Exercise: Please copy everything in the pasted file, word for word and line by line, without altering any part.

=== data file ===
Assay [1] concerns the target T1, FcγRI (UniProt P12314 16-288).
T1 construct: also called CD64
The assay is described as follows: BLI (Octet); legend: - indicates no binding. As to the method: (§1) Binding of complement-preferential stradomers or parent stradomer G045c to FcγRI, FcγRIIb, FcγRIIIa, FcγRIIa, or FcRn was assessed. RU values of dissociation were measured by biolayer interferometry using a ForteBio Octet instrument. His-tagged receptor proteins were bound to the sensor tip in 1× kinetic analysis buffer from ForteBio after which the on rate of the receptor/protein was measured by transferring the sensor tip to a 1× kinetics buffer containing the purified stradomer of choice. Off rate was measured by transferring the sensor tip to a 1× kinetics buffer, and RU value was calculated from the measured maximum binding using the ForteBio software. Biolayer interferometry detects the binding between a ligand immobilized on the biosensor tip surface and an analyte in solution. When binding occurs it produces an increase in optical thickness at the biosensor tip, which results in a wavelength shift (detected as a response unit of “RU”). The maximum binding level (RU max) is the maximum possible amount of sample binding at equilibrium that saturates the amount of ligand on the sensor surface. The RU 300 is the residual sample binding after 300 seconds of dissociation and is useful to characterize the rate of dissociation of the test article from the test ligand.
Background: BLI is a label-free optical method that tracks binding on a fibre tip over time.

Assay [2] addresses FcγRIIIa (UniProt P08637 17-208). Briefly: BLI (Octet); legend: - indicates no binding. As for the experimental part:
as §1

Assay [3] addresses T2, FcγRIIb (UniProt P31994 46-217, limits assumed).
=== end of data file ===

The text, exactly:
Assay [1] concerns the target T1, FcγRI (UniProt P12314 16-288).
T1 construct: also called CD64
The assay is described as follows: BLI (Octet); legend: - indicates no binding. As to the method: (§1) Binding of complement-preferential stradomers or parent stradomer G045c to FcγRI, FcγRIIb, FcγRIIIa, FcγRIIa, or FcRn was assessed. RU values of dissociation were measured by biolayer interferometry using a ForteBio Octet instrument. His-tagged receptor proteins were bound to the sensor tip in 1× kinetic analysis buffer from ForteBio after which the on rate of the receptor/protein was measured by transferring the sensor tip to a 1× kinetics buffer containing the purified stradomer of choice. Off rate was measured by transferring the sensor tip to a 1× kinetics buffer, and RU value was calculated from the measured maximum binding using the ForteBio software. Biolayer interferometry detects the binding between a ligand immobilized on the biosensor tip surface and an analyte in solution. When binding occurs it produces an increase in optical thickness at the biosensor tip, which results in a wavelength shift (detected as a response unit of “RU”). The maximum binding level (RU max) is the maximum possible amount of sample binding at equilibrium that saturates the amount of ligand on the sensor surface. The RU 300 is the residual sample binding after 300 seconds of dissociation and is useful to characterize the rate of dissociation of the test article from the test ligand.
Background: BLI is a label-free optical method that tracks binding on a fibre tip over time.

Assay [2] addresses FcγRIIIa (UniProt P08637 17-208). Briefly: BLI (Octet); legend: - indicates no binding. As for the experimental part:
as §1

Assay [3] addresses T2, FcγRIIb (UniProt P31994 46-217, limits assumed).